Synecdoche, New York (2008)NYT Critics' Pick This movie has been designated a Critic's Pick by the film reviewers of The Times.
Dreamer, Live in the Here and Now
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To say that Charlie Kaufman’s “Synecdoche, New York” is one of the best films of the year or even one closest to my heart is such a pathetic response to its soaring ambition that I might as well pack it in right now. That at least would be an appropriate response to a film about failure, about the struggle to make your mark in a world filled with people who are more gifted, beautiful, glamorous and desirable than the rest of us — we who are crippled by narcissistic inadequacy, yes, of course, but also by real horror, by zits, flab and the cancer that we know (we know!) is eating away at us and leaving us no choice but to lie down and die.
Yet since this is a review of a new Charlie Kaufman work, perhaps I should hit rewind: “Synecdoche, New York” is the first film directed by the writer of such unlikely Hollywood entertainments as “Being John Malkovich,” “Adaptation” and “Eternal Sunshine of the Spotless Mind,” a romance of such delicate feeling that it’s still a shock that it carries a studio brand. Mr. Kaufman’s kinked, playful screenplays are usually accompanied by a flurry of “e” adjectives: eclectic, eccentric, edgy, eggheady. (Also: quirky.) That’s true only if you consider the contemporary American screen, with its talking Chihuahuas and adult male babies with mother fixations. Come to think of it, the main character in “Synecdoche” has a thing about poop and bosomy women, though happily not at the same time.
To continue, despite my agonizing self-consciousness: “Synecdoche” is the story of a theater director, Caden Cotard (Philip Seymour Hoffman, exhaling despair with every breath), miserably married to a talented painter, Adele Lack (Catherine Keener). The two live in Schenectady, N.Y., with their 4-year-old, Olive (Sadie Goldstein), who, when the story opens, is casually evacuating radioactive-green feces. Neither Caden nor Adele is alarmed, so intensely are they wrapped up in a depressive melancholia they seem to have nurtured longer than their daughter. Even couples therapy (with Hope Davis, in a dazzling brief turn) brings out the worst in them. “Can I say something awful?,” Adele asks (as if she needed permission), before confessing that she fantasized Caden dying. Which made her happy.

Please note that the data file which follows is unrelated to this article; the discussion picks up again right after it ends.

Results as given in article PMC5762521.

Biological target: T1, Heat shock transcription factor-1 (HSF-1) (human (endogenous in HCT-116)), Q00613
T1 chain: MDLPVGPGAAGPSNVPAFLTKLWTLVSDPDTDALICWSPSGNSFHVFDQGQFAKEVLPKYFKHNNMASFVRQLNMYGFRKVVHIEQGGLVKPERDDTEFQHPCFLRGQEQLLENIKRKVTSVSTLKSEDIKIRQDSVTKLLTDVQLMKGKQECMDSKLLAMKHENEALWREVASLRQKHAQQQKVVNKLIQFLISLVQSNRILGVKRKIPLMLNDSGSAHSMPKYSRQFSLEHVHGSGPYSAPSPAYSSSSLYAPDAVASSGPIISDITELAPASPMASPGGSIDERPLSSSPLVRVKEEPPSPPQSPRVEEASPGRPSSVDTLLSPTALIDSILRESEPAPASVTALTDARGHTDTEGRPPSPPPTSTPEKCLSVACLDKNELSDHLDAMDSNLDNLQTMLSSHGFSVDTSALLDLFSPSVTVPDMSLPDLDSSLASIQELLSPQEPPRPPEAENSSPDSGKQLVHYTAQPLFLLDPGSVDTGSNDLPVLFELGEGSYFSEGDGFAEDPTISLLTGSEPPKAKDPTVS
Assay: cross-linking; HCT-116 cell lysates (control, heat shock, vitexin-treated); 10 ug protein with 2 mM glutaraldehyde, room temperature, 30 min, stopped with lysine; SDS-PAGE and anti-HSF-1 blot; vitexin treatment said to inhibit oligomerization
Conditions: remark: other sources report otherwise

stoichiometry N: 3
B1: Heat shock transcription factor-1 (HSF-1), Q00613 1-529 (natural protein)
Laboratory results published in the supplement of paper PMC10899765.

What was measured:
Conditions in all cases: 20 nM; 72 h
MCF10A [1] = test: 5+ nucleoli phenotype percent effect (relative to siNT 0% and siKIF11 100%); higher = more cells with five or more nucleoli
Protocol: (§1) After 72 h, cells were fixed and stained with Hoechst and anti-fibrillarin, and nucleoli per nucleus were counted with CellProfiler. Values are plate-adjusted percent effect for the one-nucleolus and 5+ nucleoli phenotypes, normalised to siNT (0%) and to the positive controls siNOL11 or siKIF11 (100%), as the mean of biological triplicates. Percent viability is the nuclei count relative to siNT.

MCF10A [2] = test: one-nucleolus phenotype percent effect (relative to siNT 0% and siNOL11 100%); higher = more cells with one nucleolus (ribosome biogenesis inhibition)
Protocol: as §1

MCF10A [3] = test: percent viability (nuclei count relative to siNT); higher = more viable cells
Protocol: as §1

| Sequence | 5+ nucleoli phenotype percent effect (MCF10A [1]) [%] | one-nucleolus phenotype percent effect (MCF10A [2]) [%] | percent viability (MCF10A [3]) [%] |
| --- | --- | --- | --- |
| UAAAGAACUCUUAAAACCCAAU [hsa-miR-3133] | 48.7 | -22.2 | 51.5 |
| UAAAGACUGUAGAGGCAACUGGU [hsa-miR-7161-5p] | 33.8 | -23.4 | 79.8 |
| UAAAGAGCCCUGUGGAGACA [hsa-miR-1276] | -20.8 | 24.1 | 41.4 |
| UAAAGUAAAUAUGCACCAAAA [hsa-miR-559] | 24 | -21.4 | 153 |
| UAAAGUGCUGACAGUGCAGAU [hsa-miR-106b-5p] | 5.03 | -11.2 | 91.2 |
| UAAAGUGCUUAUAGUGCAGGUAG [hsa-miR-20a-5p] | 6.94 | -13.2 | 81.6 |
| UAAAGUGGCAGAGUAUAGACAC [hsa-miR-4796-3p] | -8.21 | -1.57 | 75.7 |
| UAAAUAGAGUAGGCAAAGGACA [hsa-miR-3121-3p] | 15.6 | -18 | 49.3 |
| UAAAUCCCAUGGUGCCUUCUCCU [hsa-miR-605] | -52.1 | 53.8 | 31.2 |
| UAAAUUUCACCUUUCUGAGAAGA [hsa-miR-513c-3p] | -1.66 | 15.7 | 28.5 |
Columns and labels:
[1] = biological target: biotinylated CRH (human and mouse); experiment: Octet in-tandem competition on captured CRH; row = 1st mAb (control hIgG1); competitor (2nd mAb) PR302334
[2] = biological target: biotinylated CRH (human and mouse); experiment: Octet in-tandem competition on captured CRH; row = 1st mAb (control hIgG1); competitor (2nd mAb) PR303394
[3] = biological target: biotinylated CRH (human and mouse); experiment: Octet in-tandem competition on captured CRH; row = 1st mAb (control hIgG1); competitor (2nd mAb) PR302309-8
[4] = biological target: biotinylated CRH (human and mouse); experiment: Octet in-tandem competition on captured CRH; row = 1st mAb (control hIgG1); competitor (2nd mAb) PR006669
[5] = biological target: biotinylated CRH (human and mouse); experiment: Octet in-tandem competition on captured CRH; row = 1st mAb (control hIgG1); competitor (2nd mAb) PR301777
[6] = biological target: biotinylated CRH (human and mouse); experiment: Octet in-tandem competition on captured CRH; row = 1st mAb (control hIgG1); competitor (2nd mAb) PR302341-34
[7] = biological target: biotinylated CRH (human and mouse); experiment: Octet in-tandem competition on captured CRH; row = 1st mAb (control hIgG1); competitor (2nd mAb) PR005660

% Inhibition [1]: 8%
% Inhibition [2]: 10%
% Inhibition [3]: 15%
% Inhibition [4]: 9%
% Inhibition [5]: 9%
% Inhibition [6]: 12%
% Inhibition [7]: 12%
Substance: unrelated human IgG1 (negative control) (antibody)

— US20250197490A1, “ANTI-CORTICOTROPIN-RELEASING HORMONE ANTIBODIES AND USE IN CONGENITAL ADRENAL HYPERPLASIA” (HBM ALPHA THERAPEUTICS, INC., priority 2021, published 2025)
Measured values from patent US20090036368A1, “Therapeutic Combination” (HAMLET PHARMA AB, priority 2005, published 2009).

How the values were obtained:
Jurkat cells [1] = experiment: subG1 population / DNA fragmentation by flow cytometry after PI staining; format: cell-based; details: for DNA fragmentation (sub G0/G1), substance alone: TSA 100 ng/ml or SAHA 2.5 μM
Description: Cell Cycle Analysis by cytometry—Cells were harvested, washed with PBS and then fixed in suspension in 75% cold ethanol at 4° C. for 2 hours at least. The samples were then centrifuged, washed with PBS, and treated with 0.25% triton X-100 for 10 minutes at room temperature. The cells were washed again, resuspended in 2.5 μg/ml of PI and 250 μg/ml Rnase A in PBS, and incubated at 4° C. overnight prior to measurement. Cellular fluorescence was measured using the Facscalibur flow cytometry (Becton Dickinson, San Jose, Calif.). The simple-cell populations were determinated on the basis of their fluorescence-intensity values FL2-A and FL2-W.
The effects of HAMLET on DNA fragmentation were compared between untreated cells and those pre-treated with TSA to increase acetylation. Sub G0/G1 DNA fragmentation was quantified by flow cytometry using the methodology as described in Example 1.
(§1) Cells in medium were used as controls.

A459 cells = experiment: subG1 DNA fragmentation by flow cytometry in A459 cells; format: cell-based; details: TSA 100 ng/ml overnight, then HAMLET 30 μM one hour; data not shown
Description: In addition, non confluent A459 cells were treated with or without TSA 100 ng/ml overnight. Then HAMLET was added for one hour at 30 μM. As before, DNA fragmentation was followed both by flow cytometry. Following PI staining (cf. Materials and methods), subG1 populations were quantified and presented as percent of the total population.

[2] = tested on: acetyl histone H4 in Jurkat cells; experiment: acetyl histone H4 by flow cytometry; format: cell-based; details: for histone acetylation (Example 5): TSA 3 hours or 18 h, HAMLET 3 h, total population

Caden lives with Adele and Olive in a “fragile-seeming home,” which is true even if those particular words were written by Arthur Miller, who uses them to describe Willy Loman’s home. As it happens, Caden is directing “Death of a Salesman,” but with a twist: the actors (including Michelle Williams), are all young. The tragedy of the play, explains Caden, will emerge from the casting: the audience will see the young actors and know that, in time, they will end up every bit as crushed as Willy. In “Salesman,” Miller writes that an air of the dream clings to Willy’s home, “a dream rising out of reality.” Mr. Kaufman doesn’t directly quote these words, yet they hover over the film nonetheless.
“Salesman” is a smash, but everything else falls to smithereens. Adele, who smirks through the play and asks Caden why he’s wasting himself on other people’s work, takes Olive to Berlin for a show that will make the painter a star Caden stays behind, worrying the sores that have sprouted on his body and watching a pharmaceutical commercial in which he appears to play a part. Is he delusional? Dreaming? Before you have time to reach for Freud’s “Interpretation of Dreams,” he wins a MacArthur Award, a so-called genius grant, and begins work on a monumental theater production. I want, he tells his therapist with baleful sincerity, to create something “big and true and tough. You know, finally put my real self into something.”